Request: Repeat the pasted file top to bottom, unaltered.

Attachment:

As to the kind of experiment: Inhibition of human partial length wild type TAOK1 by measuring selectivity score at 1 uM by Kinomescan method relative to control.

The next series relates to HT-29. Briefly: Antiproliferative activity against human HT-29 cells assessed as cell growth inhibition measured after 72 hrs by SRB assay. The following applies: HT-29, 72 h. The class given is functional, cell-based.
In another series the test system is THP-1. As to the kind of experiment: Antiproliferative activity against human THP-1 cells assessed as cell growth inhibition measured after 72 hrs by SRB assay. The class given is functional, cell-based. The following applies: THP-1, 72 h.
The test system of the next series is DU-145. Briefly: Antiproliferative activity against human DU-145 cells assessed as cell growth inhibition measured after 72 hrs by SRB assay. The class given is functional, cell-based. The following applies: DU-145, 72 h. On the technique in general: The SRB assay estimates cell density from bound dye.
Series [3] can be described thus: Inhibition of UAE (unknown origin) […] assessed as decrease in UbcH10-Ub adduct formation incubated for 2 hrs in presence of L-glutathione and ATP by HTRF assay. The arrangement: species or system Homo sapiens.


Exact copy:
As to the kind of experiment: Inhibition of human partial length wild type TAOK1 by measuring selectivity score at 1 uM by Kinomescan method relative to control.

The next series relates to HT-29. Briefly: Antiproliferative activity against human HT-29 cells assessed as cell growth inhibition measured after 72 hrs by SRB assay. The following applies: HT-29, 72 h. The class given is functional, cell-based.
In another series the test system is THP-1. As to the kind of experiment: Antiproliferative activity against human THP-1 cells assessed as cell growth inhibition measured after 72 hrs by SRB assay. The class given is functional, cell-based. The following applies: THP-1, 72 h.
The test system of the next series is DU-145. Briefly: Antiproliferative activity against human DU-145 cells assessed as cell growth inhibition measured after 72 hrs by SRB assay. The class given is functional, cell-based. The following applies: DU-145, 72 h. On the technique in general: The SRB assay estimates cell density from bound dye.
Series [3] can be described thus: Inhibition of UAE (unknown origin) […] assessed as decrease in UbcH10-Ub adduct formation incubated for 2 hrs in presence of L-glutathione and ATP by HTRF assay. The arrangement: species or system Homo sapiens.